Uber prices could rise 20% after UK rulingon December 6, 2021 at 4:48 pm

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In a move that will affect the whole taxi industry, a judge has ruled Uber must make contracts with its customers.

Uber logo on a car

Image source, Getty Images

Uber has said it may soon have to start charging its UK customers VAT at 20%, after a High Court judgement, pushing up the cost of rides.

It comes after a judge ruled that UK private hire taxi operators must make contracts with their customers.

It could have far-reaching consequences for the industry and Uber said it expected others to follow suit.

It follows a separate judgement this year which found Uber drivers should be treated as employees not contractors.

At the time, Lord Justice Leggatt suggested this ruling meant that a private hire operator such as Uber had to enter into a contract with its customers when it accepted a booking, rather than the passenger only having a contract with the driver of the vehicle.

Unlike most private drivers, Uber is a VAT-registered business, so this would oblige the ride-hailing firm to start charging the tax.

Uber went to the High Court seeking to challenge this, but the High Court has now upheld it.

A spokesperson for Uber said: “Every private hire operator in London will be impacted by this decision, and should comply with the Supreme Court verdict in full.”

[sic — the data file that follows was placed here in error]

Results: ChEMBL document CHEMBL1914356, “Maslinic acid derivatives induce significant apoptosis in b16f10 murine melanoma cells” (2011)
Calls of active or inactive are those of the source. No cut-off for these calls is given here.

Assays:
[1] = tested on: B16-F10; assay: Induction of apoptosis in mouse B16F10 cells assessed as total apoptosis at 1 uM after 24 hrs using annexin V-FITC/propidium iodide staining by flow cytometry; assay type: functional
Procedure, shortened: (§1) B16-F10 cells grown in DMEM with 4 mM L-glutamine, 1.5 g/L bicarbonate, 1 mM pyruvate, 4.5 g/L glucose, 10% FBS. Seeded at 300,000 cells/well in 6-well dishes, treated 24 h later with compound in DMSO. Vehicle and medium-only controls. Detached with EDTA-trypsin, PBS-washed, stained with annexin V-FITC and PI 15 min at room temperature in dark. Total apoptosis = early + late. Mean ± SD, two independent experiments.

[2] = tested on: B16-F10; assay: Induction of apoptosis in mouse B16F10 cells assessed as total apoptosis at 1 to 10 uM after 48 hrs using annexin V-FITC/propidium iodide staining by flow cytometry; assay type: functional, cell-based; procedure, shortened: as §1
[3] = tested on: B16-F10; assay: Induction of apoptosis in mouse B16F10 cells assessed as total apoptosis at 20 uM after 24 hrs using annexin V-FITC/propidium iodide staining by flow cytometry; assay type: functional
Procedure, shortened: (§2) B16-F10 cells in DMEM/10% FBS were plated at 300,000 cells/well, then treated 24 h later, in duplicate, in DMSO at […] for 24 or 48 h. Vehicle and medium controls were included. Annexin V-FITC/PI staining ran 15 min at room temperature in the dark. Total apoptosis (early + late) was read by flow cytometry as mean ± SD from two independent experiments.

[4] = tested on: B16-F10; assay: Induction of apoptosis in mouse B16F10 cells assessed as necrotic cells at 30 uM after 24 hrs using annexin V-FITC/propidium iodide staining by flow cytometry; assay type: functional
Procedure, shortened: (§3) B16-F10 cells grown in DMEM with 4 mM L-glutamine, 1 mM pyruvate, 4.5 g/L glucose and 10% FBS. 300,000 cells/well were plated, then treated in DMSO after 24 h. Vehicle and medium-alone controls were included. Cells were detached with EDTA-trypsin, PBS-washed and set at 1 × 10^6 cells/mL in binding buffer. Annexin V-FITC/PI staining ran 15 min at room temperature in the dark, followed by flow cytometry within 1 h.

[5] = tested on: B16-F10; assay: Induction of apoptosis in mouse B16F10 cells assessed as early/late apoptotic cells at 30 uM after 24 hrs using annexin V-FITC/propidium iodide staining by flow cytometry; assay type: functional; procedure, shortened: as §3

A spokesperson for Transport for London which regulates private hire operators in London said it “notes” the judgement.

“All operators will need to carefully consider the court’s judgment and take steps to ensure that they comply with it, including considering whether any changes to their way of working are required,” he added.

The case referred to the Private Hire Vehicles (London) Act 1998 which only applies in the capital, but Uber and the App Drivers and Couriers Union, which was a defendant in the case, both expect the ruling to be followed by licencing authorities across the UK.

James Farrar, general secretary of the App Drivers & Couriers Union (ADCU), said: “Rather than fix its broken business model, Uber was determined to double down on misclassification at the cost of worker rights, passenger safety and the avoidance of VAT.

“Our victory will now make misclassification unlawful, transform the London minicab industry for the better and finally eradicate sector wide worker rights abuses.”

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